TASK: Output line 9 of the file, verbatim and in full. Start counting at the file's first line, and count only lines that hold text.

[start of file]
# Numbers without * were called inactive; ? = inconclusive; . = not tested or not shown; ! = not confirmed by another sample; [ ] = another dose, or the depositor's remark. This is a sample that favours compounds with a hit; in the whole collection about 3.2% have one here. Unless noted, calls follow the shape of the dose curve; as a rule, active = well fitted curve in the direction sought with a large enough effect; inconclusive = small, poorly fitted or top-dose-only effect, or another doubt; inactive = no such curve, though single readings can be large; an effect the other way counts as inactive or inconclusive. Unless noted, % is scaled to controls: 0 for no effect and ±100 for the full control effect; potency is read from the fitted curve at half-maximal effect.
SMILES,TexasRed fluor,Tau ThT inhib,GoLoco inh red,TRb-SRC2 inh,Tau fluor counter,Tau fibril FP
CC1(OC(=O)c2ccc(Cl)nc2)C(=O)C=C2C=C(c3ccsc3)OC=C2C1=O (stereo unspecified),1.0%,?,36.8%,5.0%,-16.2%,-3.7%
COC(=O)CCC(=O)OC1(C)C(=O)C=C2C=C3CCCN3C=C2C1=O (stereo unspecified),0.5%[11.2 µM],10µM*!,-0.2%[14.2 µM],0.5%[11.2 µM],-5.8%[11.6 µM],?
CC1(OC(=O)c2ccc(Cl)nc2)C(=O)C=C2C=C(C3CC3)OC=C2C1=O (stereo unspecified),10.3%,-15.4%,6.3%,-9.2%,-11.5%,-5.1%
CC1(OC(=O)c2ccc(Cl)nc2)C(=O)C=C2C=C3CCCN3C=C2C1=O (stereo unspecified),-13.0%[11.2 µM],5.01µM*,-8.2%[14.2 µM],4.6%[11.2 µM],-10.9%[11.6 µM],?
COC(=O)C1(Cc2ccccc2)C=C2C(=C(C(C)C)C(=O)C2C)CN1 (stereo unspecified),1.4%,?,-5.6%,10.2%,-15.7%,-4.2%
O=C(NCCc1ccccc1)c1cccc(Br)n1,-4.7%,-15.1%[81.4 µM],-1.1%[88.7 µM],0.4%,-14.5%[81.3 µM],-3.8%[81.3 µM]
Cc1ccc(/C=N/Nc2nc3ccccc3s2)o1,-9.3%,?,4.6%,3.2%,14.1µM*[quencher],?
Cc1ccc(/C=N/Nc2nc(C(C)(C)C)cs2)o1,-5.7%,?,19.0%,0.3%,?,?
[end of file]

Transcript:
Cc1ccc(/C=N/Nc2nc3ccccc3s2)o1,-9.3%,?,4.6%,3.2%,14.1µM*[quencher],?